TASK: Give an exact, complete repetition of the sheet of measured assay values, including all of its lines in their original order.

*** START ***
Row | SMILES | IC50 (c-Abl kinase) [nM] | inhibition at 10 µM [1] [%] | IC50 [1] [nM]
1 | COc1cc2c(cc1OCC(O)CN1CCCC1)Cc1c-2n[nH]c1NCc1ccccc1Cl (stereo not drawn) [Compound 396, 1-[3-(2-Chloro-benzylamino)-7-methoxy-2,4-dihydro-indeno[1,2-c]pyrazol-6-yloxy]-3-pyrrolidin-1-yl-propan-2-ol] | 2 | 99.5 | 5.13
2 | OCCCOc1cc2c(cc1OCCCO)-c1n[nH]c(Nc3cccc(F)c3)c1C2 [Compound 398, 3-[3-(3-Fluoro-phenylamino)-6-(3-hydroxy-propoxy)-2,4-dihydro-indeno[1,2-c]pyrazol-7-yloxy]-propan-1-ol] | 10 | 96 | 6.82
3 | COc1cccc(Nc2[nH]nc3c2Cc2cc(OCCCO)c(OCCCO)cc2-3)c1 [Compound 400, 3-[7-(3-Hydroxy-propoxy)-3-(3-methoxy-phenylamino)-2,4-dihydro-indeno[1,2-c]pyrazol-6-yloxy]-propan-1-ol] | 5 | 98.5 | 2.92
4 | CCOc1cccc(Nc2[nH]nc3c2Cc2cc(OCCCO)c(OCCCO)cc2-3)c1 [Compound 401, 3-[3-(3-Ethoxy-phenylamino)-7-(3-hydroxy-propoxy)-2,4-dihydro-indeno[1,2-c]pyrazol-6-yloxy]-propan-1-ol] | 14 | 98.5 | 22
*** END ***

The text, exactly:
Row | SMILES | IC50 (c-Abl kinase) [nM] | inhibition at 10 µM [1] [%] | IC50 [1] [nM]
1 | COc1cc2c(cc1OCC(O)CN1CCCC1)Cc1c-2n[nH]c1NCc1ccccc1Cl (stereo not drawn) [Compound 396, 1-[3-(2-Chloro-benzylamino)-7-methoxy-2,4-dihydro-indeno[1,2-c]pyrazol-6-yloxy]-3-pyrrolidin-1-yl-propan-2-ol] | 2 | 99.5 | 5.13
2 | OCCCOc1cc2c(cc1OCCCO)-c1n[nH]c(Nc3cccc(F)c3)c1C2 [Compound 398, 3-[3-(3-Fluoro-phenylamino)-6-(3-hydroxy-propoxy)-2,4-dihydro-indeno[1,2-c]pyrazol-7-yloxy]-propan-1-ol] | 10 | 96 | 6.82
3 | COc1cccc(Nc2[nH]nc3c2Cc2cc(OCCCO)c(OCCCO)cc2-3)c1 [Compound 400, 3-[7-(3-Hydroxy-propoxy)-3-(3-methoxy-phenylamino)-2,4-dihydro-indeno[1,2-c]pyrazol-6-yloxy]-propan-1-ol] | 5 | 98.5 | 2.92
4 | CCOc1cccc(Nc2[nH]nc3c2Cc2cc(OCCCO)c(OCCCO)cc2-3)c1 [Compound 401, 3-[3-(3-Ethoxy-phenylamino)-7-(3-hydroxy-propoxy)-2,4-dihydro-indeno[1,2-c]pyrazol-6-yloxy]-propan-1-ol] | 14 | 98.5 | 22